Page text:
Protecting the Privacy of Fans and Players as the Business of Sports Data Booms
The end of the federal ban on sports gambling in the U.S. is likely to invigorate the collection and use of sports data
While the ball is now in Congress’ court to re-legislate, at this stage in the game, some states will most likely take the opportunity to quickly legalize local sports betting, hoping to be one of the first past the post to cash in on the expected tax revenues. The resulting ease in betting restrictions, and the expansion of sportsbooks to include all manner of situations on which to place bets, will lead to efforts to collect even more data on athletes, to either provide more betting opportunities for the bookies (that have to make up for low margins), or in efforts to garner more inside information by the bettors.
Either way, athletes will find that their privacy is more exposed than ever. Technology is already playing a major part in the effort to garner more data in sports; this collection will now be even further incentivized—and that data morel likely publicized—via these new efforts to monetize sports information.
Athletes have always had two strikes against them in the privacy arena: From the media, that cares too much about their exploits off the field, to the rabid fans that hound them incessantly. Athletes, like other celebrities, have grown to expect excessive public exposure. However, while sports has always been an industry obsessed with athletic statistics, with the explosion of wearable sensors and other devices interconnected by the internet of things, teams can now track and compile nearly every measurable vital or muscle movement, both on and off the field. These new technology trends that aim to collect as much data as possible from devices on and around the athletes, while a boon for the gambling industry, will grossly exacerbate the athlete’s public exposure.
To wit: ostensibly this data can provide the relevant inputs for use in complex algorithms to optimize performance and minimize injury. However if not collected and curated carefully and transparently, there is real room for abuse. This abuse can come from anywhere: from those who hijack unencrypted data streams from the various wearables (perhaps those in the gambling industry) to teams that obsessively collect all possible data to make playing and hiring decisions based solely on un-thoroughly tested predictive analytics.
These technologies are not limited to only the athletes. Sports technologies include fan engagement as well, and the two areas of sports tech, fan engagement and the collection of player statistics, advance hand in glove. Just as many will collect more data on athletes, a few will employ similar technologies to collect much more data on fans in an effort to sell additional experiences and/or to extract more advertising revenue from the dedicated fanbase. In either event, advancements in data collection methods and data analytics will result in more data collection, particularly commodifiable personal information on the fans, for example, through apps on their smartphones or during actual gameplay using advanced vision systems and even facial recognition. These technologies easily travel across borders, with the expected effects to also emerge far beyond the U.S. and its new-found gambling freedoms.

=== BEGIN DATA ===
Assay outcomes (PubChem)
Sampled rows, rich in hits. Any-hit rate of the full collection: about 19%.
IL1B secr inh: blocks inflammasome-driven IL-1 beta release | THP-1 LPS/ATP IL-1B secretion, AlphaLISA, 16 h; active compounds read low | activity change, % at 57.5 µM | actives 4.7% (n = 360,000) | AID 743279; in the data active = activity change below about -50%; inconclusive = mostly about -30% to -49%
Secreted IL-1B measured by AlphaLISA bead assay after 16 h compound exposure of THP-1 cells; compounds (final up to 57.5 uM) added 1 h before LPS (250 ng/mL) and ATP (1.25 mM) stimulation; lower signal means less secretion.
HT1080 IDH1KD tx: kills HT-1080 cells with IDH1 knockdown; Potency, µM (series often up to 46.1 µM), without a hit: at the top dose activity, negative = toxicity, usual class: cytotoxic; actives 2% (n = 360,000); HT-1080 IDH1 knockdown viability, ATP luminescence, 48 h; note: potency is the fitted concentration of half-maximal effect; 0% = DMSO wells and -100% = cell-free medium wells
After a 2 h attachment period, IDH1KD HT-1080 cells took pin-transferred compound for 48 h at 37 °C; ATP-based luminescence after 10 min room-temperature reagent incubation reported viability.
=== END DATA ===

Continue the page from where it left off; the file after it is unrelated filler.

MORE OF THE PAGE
Athletes everywhere deserve to have some privacy, but more importantly, they deserve to have a say in how the data collected on them can be used. There is a need for encryption and data standards to safeguard the actors from malicious actors and mistaken analyses. League-wide rules regarding the ownership, permitted use, and distribution of the data will go a long way in protecting athletes’ privacy. This will trickle down to you the fan as well.
Some suggest that the European General Data Protection Regulations (GDPR) and similar efforts worldwide should protect fans and their idols. In Europe, under the GDPR, which came into force May 25, the data collected on athletes and their fans should have some baseline level of privacy and security.
However, the GDPR can also become a significant drag on many areas of sports:
Modern professional sports is in the business of collecting, curating and often sharing data and would find that laws like the GDPR could hamper their business model. For example, fans and athletes will need to provide informed consent at each game with the option each time to opt out of the data collection, this consent and opt-in procedure will be a time consuming and legally onerous process in games with tens of thousands of fans. Finally, data protection laws might also inhibit the free movement of athletes between clubs might become overly restricted as teams weigh the benefits of a trade over the loss of that athlete’s associated data, which might end up leaving with them.
With the current untenable situation, sports clubs are unlikely to simply throw in the towel. They are likely to get in the ring and use their lobbying clout to carve out specific exemptions for sports, as has been the case in antitrust law, putting the fans and the players back to square one.
If this is the case with the leagues and teams calling the shots, both athletes and their fans may actually see a further erosion of their privacy while everyone else enjoys increased privacy under regimes like the GDPR. With a full count against them, fans should not rely on the sporting industry to do anything but bunt a solution, or even drop the ball entirely. Thus, with fans expecting to be behind the eight ball, there is a real need to develop a tenable game plan that includes privacy regime tailored specifically to the data needs of sports and the privacy needs of its consumers.
Dov Greenbaum is the director of the Zvi Meitar Institute for Legal Implications of Emerging Technologies at Interdisciplinary Center Herzliya.